C. All my friends in Russia had already lived abroad. We were opened-minded enough when we got to Russia to accept life here as it was and not try to impose our vision. We managed to adapt to the Russian way of life. But that doesn’t mean that some aspects of life here were very strange and very new to us at first. But as for communication in general, it was the problem – all our program was in English, so we didn`t need a good level of Russian language, but actually it would be better to have a better to study Russian before, maybe, in England already. I spoke Russian, so I was more or less okay, but some people of our program came to Russia, not speaking a word of Russian – and that made it more difficult for them for the first couple of months. In the university everybody spoke English, but to go shopping, get some tickets or anything else – that was the problem.
B. I hope, you don`t have such problems today?
C. No, I `m working in Russia, so, there are no such problems.
B. What about your household conditions in the campus?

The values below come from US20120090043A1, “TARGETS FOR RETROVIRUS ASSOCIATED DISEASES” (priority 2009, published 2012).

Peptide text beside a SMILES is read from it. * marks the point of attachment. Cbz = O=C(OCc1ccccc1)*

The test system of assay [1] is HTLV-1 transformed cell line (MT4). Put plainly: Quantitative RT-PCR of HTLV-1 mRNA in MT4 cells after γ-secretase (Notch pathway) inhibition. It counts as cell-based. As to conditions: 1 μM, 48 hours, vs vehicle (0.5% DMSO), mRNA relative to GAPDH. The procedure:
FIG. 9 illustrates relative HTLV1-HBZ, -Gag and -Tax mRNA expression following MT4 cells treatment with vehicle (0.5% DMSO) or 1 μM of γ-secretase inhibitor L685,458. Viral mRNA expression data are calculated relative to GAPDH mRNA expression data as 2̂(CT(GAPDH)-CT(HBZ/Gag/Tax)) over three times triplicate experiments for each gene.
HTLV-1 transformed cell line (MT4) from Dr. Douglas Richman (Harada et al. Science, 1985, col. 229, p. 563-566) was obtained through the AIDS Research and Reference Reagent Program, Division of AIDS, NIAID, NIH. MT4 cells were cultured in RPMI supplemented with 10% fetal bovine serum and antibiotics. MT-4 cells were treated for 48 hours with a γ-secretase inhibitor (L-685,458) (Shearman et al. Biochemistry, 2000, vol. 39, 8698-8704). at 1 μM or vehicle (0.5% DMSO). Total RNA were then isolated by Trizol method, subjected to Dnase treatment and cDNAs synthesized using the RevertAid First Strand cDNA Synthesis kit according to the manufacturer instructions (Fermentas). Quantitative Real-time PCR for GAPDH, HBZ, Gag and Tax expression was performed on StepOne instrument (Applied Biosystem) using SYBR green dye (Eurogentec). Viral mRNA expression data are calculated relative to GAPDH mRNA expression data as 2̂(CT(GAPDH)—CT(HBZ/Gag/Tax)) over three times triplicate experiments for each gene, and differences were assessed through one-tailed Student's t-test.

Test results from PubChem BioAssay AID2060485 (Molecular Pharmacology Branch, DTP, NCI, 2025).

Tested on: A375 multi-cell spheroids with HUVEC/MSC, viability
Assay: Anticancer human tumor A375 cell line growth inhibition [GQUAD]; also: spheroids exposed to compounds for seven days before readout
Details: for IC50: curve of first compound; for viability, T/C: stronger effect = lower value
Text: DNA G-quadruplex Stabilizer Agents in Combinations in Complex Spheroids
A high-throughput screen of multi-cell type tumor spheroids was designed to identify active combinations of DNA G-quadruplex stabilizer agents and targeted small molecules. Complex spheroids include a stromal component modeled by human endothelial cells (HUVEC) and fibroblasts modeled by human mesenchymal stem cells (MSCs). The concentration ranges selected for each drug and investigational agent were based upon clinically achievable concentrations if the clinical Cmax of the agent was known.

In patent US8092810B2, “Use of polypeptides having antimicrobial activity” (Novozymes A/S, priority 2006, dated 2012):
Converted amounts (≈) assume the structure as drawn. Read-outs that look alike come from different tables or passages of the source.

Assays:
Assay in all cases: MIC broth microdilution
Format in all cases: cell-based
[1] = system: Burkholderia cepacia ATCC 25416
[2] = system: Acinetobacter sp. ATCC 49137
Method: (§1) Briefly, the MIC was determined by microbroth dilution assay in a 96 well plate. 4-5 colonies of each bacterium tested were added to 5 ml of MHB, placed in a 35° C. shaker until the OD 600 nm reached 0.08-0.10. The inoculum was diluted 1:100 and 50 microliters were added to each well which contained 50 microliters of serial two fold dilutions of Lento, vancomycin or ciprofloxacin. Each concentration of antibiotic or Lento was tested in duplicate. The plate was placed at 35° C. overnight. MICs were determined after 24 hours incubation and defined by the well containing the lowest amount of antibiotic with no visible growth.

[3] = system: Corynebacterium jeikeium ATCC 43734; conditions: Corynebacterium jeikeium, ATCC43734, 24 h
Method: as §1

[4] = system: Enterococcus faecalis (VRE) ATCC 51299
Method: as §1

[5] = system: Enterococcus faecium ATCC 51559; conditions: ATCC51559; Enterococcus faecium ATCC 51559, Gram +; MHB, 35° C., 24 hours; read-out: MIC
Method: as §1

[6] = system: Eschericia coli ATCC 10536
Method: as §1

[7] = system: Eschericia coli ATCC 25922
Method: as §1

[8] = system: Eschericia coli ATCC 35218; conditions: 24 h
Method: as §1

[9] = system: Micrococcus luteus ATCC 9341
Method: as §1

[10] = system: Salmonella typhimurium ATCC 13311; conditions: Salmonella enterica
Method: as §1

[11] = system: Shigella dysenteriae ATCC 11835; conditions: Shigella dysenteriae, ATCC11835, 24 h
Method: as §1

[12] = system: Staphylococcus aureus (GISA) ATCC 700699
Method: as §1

C. Well, it`s very different, actually, from England because in English or American campus everything is just next to you. And “studencheskoe obshegitie” was a little bit rustic, but you get used to it. You say “It`s a new country, not with the same infrastructure as in Europe, but it`s okay”. Besides, we had rooms for just one of us and didn’t have to share them – so, that was actually nice.
B. All right. And did you have an opportunity to travel? In Russia for instance?
C. Yeah, actually, I travelled a lot – although more during my Master than now. I had more free time and could adapt my schedule when needed. I went to St. Petersburg, then I visited Kazan, Yaroslavl, Vladimir, and with the couple of friends from the program we went on the Transmongolian – we spent a week on Baikal, then by the train went to Ulan-Bator, saw Gobi desert, them moved to Beijing and spent a week there. Then flew back to Moscow.
B. I see you`ve travelled a lot. Personally, I haven`t been on Baikal…neither many Russians. So, and what impressed you most of all during the travel?